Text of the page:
The Death of Coal Mining and the Nuclear Alternative

Boris Johnson has said that the Glasgow climate deal is a “game-changing agreement” which sounds “the death knell for coal power”. Let us hope so. My father worked down a pit in Nottinghamshire in his early life and was all for replacing coal power stations by nuclear power. Coal mining is not just a great creator of pollution but is also positively dangerous for the miners.

China is one of the largest consumers and producers of coal and in 2019 there were 316 deaths of coal miners in that country. That was an improvement on previous years but it is still a horrific number.

Nuclear power is considered to be dangerous by some people but in reality it is remarkably safe. For example the Fukushima event in Japan in 2018 only directly caused the death of one person. For a very good analysis of the safety of various energy sources go here:

One problem with nuclear power is that it tends to be produced in plants that have very high capital costs and take many years to build. They are also vulnerable to faults when in operation. This often results in very expensive costs in comparison with coal or gas. But that might be solved by the development of small modular reactors (SMRs) where Rolls-Royce (RR.) has a potential technology lead from their experience in building nuclear reactors to power submarines.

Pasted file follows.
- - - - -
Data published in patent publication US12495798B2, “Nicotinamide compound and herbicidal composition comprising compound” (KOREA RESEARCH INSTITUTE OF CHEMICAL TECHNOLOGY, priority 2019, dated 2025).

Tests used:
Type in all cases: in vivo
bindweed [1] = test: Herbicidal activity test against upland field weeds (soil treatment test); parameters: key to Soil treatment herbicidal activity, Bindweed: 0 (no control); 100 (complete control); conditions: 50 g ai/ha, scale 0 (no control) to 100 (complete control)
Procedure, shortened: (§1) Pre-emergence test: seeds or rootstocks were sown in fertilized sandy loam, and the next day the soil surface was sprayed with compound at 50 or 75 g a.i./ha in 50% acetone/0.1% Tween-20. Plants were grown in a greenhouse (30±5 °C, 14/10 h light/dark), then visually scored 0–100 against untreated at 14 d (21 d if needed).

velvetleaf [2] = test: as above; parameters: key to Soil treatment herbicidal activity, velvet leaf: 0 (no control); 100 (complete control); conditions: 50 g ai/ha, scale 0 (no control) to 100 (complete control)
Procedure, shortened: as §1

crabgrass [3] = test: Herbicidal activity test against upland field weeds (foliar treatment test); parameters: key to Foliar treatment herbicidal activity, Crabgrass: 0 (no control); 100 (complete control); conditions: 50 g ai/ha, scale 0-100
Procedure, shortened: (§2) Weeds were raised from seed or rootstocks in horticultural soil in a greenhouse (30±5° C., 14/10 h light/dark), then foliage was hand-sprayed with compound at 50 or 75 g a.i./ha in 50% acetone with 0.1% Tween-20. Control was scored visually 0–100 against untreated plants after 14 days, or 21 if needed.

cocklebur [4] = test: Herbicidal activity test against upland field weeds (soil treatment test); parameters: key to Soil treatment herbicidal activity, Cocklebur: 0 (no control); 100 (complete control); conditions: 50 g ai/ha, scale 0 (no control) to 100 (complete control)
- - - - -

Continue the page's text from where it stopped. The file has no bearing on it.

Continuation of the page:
They have recently obtained more funding from the Government and from partners to develop this business – see the Rolls-Royce press release here:

Will that enable Rolls-Royce to recover from the dire impacts of the Covid epidemic on its aero engine business? Perhaps but not for some years in the future I would estimate. Developing new technology and new production methods is always vulnerable to hitches of various kinds which tends to mean that it takes longer than expected.

There are of course alternatives to nuclear power such as wind power, hydroelectricity and solar. But wind power is intermittent thus requiring investment in big batteries to smooth the load and in the last year there was less wind that normally expected in the UK. This has impacted the results of companies such as The Renewables Infrastructure Group (TRIG) and Greencoat UK Wind (UKW).